GORMAN, Calif. (AP) — Tejon Ranch, California’s largest contiguous expanse of private land, is a hefty chunk of paradise.
The 270,000-acre property about 60 miles north of Los Angeles contains oak-studded ridges and grasslands teeming with wildlife.
“You can literally explore this for days,” Mike Campeau, director of hunting and equestrian operations at the Tejon Ranch Co., told the Los Angeles Times.
But until now, most people couldn’t. For most of its 165-year history, visits were confined to invited guests and to hunters who paid up to $25,000 to bag elk, deer, wild pig, turkey and even bears.
Beginning in September, however, about 25,000 acres of the ranch will be opened to the public. For $2,500, members and their families will receive a key to the ranch gates to access the Explorer Recreation Area on the western end of the ranch. For five months, they can hike, camp, mountain bike or simply explore.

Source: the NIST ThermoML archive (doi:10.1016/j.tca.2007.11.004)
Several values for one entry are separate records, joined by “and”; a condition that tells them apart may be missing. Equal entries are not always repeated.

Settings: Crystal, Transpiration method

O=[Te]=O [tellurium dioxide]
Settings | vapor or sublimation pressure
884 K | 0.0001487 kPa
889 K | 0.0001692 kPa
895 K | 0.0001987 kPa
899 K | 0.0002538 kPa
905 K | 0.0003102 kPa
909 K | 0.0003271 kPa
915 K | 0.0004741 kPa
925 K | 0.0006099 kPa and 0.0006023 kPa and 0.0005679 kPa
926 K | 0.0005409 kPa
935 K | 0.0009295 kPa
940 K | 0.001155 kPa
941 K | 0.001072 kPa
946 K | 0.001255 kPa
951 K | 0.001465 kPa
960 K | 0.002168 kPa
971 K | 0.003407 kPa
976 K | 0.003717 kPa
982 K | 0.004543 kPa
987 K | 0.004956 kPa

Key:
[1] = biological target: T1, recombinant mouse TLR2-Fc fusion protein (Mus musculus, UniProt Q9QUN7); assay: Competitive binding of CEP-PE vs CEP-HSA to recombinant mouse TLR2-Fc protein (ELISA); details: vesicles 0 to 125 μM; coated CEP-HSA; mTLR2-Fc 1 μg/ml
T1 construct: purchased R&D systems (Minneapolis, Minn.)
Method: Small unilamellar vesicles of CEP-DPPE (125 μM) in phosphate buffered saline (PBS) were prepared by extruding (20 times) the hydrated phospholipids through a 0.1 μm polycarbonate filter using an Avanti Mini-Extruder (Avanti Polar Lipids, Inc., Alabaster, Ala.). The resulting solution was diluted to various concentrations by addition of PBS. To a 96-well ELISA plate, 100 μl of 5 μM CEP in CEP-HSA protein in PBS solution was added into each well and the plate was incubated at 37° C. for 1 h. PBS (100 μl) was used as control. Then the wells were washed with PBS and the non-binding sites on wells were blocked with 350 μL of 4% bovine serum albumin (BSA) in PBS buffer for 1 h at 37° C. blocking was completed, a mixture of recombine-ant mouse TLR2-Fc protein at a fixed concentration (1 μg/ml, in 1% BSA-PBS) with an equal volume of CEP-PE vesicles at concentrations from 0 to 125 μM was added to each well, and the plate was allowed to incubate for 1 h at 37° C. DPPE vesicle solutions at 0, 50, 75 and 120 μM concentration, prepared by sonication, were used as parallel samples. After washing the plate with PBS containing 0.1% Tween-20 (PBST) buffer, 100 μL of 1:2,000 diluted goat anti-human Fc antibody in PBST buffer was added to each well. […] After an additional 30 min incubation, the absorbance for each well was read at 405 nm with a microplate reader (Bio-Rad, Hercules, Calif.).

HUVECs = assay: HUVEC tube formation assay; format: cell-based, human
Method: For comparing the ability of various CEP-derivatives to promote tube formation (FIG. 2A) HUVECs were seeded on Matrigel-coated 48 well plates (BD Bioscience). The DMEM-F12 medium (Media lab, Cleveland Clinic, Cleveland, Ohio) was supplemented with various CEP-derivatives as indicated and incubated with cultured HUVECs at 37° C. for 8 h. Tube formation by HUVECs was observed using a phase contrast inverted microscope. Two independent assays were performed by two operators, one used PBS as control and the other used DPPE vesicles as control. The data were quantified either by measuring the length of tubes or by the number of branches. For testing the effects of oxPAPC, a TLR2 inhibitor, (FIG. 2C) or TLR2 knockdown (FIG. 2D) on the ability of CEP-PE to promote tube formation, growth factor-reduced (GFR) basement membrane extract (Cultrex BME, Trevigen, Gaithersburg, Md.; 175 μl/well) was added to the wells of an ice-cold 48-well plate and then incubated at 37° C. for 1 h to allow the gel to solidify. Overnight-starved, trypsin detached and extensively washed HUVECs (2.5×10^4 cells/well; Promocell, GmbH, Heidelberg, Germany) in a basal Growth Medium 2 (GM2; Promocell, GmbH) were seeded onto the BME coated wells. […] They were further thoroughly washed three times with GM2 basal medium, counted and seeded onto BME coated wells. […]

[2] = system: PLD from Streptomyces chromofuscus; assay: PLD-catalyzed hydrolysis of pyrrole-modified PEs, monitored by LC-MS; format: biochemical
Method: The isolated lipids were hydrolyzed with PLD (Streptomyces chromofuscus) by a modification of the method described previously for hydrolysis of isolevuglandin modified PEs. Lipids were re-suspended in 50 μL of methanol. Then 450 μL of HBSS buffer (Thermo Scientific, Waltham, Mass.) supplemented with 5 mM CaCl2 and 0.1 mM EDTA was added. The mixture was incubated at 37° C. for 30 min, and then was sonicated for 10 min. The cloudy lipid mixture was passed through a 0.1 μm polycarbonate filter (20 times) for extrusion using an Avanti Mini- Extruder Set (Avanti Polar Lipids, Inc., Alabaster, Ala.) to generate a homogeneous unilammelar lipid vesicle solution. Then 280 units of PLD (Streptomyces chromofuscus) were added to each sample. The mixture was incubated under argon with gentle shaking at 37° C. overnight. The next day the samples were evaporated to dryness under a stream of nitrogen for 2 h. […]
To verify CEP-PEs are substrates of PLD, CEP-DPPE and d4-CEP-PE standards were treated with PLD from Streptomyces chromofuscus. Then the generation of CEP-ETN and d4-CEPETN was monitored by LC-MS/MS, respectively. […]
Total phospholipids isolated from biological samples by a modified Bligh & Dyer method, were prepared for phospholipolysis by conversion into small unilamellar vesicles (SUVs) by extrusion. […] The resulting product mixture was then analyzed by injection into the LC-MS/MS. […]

Members also can rent horses, homes and cabins.
The fall season will run until Jan. 29 and a second season from March to the end of July.
The ranch owners expect to sell 25 to 100 memberships in the first year.
“For so many years, the ranch was closed,” Campeau said. “For the last year, we’ve been trying to bring new business here.”
The ranch currently gets most of its money from leasing mineral rights and land for farming and grazing, along with real estate development. The Tejon Ranch Co. plans to build three urban centers with nearly 35,000 homes after reaching an agreement with environmental groups in 2008 to preserve 90 percent of the ranch for agricultural use and wilderness.
The new membership plan is part of an effort by the ranch to increase public access and improve its image as it looks to break ground on the housing developments, the Times reported.
The Tejon Ranch Co. also is considering hosting an endurance race and even producing wine on the ranch.
“A big part of this is about sharing the land,” said Joseph Rentfro, Tejon Ranch Co.’s executive vice president for real estate.
“We are still in our infancy, trying to determine what works and what doesn’t,” he said.
Information from: Los Angeles Times, http://www.latimes.com/